Photo by Steven Pisano / CC 2.0
Although engineers and Valentine’s Day usually go together about as well Penn students and anything that isn’t Uber, one inventive senior is looking to overcome well-trodden stereotypes and help bring joy from campus-wide heartbreak.
When Neal Jenkins (E '18) thought back on his past 22 years of Valentine's Day experiences, he consistently remembered one thing: being rejected. Whether it was performing lovingly crafted power ballads, hand crafting jewelry or complimenting new haircuts, every one of his attempts at romance in the past had failed miserably. Jenkins couldn’t understand why he was being rejected, especially because he was so cool and nice to women, but that was a question for another startup pitch.
By late 2017, Jenkins had become so disillusioned by the concept of love that he would spend his weekends on internet forums debating the faults and merits of “anime waifus.”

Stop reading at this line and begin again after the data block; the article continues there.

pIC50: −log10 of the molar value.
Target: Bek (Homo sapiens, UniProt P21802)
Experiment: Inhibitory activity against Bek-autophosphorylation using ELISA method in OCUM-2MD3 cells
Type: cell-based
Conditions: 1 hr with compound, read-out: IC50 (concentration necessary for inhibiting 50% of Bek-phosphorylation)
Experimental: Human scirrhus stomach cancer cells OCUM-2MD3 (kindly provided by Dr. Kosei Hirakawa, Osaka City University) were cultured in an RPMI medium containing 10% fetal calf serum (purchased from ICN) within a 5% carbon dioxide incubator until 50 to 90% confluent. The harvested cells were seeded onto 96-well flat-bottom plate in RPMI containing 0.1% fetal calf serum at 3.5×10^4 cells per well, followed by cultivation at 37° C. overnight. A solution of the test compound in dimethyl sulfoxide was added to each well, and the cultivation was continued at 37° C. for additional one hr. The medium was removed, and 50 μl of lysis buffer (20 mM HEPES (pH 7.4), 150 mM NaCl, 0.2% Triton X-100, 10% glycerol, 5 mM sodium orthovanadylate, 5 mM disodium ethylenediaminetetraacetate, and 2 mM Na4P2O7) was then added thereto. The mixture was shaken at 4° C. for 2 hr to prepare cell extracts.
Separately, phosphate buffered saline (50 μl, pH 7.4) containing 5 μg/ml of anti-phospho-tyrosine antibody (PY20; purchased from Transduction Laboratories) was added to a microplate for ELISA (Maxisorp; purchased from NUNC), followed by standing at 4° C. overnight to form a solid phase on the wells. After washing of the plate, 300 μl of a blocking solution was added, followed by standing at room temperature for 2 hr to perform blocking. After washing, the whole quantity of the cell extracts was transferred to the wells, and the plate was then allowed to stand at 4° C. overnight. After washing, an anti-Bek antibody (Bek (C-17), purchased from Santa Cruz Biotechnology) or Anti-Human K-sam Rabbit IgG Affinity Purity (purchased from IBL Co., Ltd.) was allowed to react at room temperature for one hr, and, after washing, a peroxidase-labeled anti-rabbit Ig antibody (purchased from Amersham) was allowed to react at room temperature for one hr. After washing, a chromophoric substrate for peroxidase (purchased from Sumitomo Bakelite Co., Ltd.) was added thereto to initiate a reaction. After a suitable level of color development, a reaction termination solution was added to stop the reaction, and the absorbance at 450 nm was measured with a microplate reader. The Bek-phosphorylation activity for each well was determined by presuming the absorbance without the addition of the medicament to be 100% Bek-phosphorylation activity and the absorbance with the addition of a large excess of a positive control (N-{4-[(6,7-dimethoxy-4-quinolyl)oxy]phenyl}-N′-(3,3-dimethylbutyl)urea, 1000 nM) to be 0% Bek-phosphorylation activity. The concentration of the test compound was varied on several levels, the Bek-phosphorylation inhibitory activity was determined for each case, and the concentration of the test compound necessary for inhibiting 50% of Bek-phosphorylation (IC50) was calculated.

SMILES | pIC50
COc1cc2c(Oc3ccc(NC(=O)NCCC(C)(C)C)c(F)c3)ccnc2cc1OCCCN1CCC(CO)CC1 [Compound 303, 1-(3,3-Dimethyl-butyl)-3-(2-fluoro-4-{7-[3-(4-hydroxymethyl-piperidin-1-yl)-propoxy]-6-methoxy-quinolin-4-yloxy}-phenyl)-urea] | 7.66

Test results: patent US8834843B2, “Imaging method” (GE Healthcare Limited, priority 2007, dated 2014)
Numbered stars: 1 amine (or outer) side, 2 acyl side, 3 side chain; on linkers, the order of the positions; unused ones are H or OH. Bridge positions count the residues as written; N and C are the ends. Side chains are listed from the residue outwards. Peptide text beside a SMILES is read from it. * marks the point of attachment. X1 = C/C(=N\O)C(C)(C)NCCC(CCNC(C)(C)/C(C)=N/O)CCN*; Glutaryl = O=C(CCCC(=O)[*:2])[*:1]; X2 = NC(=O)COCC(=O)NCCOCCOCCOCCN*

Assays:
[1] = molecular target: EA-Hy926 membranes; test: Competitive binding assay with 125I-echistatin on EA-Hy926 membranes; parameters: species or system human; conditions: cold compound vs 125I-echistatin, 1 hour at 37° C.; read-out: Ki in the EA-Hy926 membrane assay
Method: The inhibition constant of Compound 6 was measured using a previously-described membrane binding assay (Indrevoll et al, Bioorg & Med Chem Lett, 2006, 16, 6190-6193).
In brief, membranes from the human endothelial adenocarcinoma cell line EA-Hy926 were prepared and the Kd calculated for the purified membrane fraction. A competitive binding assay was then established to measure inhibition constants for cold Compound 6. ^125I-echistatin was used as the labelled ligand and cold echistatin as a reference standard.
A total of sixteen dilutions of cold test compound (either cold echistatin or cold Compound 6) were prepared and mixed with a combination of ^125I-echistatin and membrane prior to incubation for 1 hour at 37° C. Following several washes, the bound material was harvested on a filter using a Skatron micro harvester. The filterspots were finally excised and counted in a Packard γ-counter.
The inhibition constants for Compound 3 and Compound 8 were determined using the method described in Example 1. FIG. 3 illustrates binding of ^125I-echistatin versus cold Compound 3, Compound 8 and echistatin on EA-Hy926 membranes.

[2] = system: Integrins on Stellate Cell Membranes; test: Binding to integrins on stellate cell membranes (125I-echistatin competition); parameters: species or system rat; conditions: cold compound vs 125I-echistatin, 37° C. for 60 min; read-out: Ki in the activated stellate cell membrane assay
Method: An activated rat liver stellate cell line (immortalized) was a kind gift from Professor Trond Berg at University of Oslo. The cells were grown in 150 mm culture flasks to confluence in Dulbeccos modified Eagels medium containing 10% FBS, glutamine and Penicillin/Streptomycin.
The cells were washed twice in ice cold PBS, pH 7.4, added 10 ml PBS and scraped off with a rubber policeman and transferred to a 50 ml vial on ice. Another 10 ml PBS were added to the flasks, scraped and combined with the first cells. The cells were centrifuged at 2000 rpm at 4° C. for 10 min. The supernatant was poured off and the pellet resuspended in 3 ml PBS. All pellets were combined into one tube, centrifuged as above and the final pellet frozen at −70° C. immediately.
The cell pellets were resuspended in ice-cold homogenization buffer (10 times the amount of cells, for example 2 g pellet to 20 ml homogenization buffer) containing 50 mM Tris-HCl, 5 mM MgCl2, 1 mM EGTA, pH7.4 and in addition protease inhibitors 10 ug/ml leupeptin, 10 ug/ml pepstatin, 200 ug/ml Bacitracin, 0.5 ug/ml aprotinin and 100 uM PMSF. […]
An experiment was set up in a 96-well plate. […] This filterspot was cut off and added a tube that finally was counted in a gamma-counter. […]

“That was when I knew I’d hit rock bottom,” he told UTB, his voice shaking and eyes lowered in shame. But it’s always darkest before the dawn, and, in that moment, Jenkins realized that he could repurpose the romantic failures of others in the name of helping people get free shit.
“I figured I might as well channel my programming genius to build an app that automatically directs users to the closest garbage cans haphazardly stuffed with bouquets of roses, Belgian chocolates and tear-stained love notes dedicated to the undying beauty of 'Natasha C.' Prospering from others' misfortunes – what a concept!"
Jenkins expects yet another dateless Valentine's Day, but looks forward to indulging in potentially contaminated candies, surrounded by browning flowers.